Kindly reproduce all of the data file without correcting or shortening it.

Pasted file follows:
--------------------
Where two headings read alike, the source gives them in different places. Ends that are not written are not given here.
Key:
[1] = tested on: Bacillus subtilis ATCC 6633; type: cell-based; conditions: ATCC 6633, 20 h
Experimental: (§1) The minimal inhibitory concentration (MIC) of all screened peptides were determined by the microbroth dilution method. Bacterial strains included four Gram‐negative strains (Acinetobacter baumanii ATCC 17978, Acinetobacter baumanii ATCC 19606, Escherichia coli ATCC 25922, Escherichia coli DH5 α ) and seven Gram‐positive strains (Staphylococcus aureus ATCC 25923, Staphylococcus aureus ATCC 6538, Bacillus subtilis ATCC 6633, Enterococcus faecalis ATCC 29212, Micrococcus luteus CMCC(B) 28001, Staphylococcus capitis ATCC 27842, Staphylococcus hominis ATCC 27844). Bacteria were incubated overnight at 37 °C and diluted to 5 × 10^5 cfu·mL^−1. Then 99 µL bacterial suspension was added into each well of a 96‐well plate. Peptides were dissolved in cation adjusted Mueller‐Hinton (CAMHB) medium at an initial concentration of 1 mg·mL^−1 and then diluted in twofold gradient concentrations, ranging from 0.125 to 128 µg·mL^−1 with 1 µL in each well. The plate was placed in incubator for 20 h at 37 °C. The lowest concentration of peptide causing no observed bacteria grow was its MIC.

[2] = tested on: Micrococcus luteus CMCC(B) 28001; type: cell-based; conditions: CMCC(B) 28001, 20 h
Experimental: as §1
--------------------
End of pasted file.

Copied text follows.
Where two headings read alike, the source gives them in different places. Ends that are not written are not given here.
Key:
[1] = tested on: Bacillus subtilis ATCC 6633; type: cell-based; conditions: ATCC 6633, 20 h
Experimental: (§1) The minimal inhibitory concentration (MIC) of all screened peptides were determined by the microbroth dilution method. Bacterial strains included four Gram‐negative strains (Acinetobacter baumanii ATCC 17978, Acinetobacter baumanii ATCC 19606, Escherichia coli ATCC 25922, Escherichia coli DH5 α ) and seven Gram‐positive strains (Staphylococcus aureus ATCC 25923, Staphylococcus aureus ATCC 6538, Bacillus subtilis ATCC 6633, Enterococcus faecalis ATCC 29212, Micrococcus luteus CMCC(B) 28001, Staphylococcus capitis ATCC 27842, Staphylococcus hominis ATCC 27844). Bacteria were incubated overnight at 37 °C and diluted to 5 × 10^5 cfu·mL^−1. Then 99 µL bacterial suspension was added into each well of a 96‐well plate. Peptides were dissolved in cation adjusted Mueller‐Hinton (CAMHB) medium at an initial concentration of 1 mg·mL^−1 and then diluted in twofold gradient concentrations, ranging from 0.125 to 128 µg·mL^−1 with 1 µL in each well. The plate was placed in incubator for 20 h at 37 °C. The lowest concentration of peptide causing no observed bacteria grow was its MIC.

[2] = tested on: Micrococcus luteus CMCC(B) 28001; type: cell-based; conditions: CMCC(B) 28001, 20 h
Experimental: as §1